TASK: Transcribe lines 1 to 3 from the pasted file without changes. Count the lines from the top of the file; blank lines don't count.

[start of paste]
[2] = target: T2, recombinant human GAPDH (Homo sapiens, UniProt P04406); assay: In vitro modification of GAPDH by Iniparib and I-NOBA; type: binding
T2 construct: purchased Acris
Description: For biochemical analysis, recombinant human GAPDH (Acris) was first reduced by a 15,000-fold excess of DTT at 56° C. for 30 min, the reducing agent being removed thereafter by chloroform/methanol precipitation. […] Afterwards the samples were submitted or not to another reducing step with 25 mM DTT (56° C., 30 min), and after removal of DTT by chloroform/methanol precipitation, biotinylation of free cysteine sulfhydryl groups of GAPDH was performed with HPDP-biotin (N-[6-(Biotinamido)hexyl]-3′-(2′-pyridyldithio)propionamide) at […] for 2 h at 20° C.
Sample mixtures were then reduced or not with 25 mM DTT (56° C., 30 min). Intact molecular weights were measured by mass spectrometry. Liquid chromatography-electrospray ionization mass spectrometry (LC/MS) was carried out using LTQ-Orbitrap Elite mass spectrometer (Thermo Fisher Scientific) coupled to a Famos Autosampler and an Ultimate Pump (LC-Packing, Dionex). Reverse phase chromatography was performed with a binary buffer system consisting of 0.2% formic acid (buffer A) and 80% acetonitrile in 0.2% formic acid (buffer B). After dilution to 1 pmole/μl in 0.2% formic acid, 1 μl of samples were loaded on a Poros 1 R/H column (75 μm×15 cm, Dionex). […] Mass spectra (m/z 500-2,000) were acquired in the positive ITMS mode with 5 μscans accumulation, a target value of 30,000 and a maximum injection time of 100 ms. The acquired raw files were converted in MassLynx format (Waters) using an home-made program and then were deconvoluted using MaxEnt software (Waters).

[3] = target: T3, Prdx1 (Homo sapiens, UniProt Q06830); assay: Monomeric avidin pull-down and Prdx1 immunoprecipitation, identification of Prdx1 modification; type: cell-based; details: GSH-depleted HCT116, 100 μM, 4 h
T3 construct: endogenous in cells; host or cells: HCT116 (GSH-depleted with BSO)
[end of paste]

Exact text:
[2] = target: T2, recombinant human GAPDH (Homo sapiens, UniProt P04406); assay: In vitro modification of GAPDH by Iniparib and I-NOBA; type: binding
T2 construct: purchased Acris
Description: For biochemical analysis, recombinant human GAPDH (Acris) was first reduced by a 15,000-fold excess of DTT at 56° C. for 30 min, the reducing agent being removed thereafter by chloroform/methanol precipitation. […] Afterwards the samples were submitted or not to another reducing step with 25 mM DTT (56° C., 30 min), and after removal of DTT by chloroform/methanol precipitation, biotinylation of free cysteine sulfhydryl groups of GAPDH was performed with HPDP-biotin (N-[6-(Biotinamido)hexyl]-3′-(2′-pyridyldithio)propionamide) at […] for 2 h at 20° C.